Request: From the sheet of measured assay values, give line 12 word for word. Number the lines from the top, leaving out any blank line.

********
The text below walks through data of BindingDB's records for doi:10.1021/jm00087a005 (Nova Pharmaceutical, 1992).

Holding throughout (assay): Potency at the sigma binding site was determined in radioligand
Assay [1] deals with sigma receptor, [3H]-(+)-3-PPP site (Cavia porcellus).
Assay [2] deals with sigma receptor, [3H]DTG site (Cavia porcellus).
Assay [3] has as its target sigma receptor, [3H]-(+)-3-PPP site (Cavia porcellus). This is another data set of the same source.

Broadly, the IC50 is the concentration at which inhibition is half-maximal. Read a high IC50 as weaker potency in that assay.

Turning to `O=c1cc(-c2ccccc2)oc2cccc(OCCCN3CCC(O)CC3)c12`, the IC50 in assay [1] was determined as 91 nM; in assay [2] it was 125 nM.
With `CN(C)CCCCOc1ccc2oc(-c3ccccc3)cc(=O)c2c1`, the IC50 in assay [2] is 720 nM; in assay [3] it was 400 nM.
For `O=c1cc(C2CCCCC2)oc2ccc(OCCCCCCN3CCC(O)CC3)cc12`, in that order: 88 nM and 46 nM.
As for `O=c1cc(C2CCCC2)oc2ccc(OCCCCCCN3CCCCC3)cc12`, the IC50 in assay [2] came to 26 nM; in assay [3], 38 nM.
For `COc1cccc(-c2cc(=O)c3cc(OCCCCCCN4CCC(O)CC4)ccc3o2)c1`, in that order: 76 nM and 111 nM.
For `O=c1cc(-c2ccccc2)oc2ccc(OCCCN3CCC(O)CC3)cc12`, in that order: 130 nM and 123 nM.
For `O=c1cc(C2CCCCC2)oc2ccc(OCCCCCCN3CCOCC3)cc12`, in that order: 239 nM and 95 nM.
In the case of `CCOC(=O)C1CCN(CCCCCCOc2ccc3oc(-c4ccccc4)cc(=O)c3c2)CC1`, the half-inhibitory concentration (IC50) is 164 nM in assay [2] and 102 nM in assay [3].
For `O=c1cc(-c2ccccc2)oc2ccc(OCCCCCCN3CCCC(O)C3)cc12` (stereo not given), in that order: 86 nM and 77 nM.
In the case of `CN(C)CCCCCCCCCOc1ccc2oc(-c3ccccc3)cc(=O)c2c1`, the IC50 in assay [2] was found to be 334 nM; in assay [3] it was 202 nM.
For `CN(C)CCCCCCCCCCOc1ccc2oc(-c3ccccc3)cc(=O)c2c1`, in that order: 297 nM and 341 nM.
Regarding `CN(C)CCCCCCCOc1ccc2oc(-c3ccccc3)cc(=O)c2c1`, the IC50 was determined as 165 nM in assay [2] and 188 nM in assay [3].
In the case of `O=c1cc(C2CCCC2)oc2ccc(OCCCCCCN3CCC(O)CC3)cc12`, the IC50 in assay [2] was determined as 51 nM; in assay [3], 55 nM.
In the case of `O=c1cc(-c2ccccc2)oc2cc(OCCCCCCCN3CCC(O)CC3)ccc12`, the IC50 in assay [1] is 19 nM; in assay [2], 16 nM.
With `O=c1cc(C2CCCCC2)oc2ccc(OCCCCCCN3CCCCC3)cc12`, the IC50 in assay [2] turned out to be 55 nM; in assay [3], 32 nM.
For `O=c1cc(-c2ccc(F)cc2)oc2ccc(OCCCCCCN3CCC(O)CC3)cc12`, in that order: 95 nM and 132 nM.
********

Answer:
For `O=c1cc(-c2ccccc2)oc2ccc(OCCCN3CCC(O)CC3)cc12`, in that order: 130 nM and 123 nM.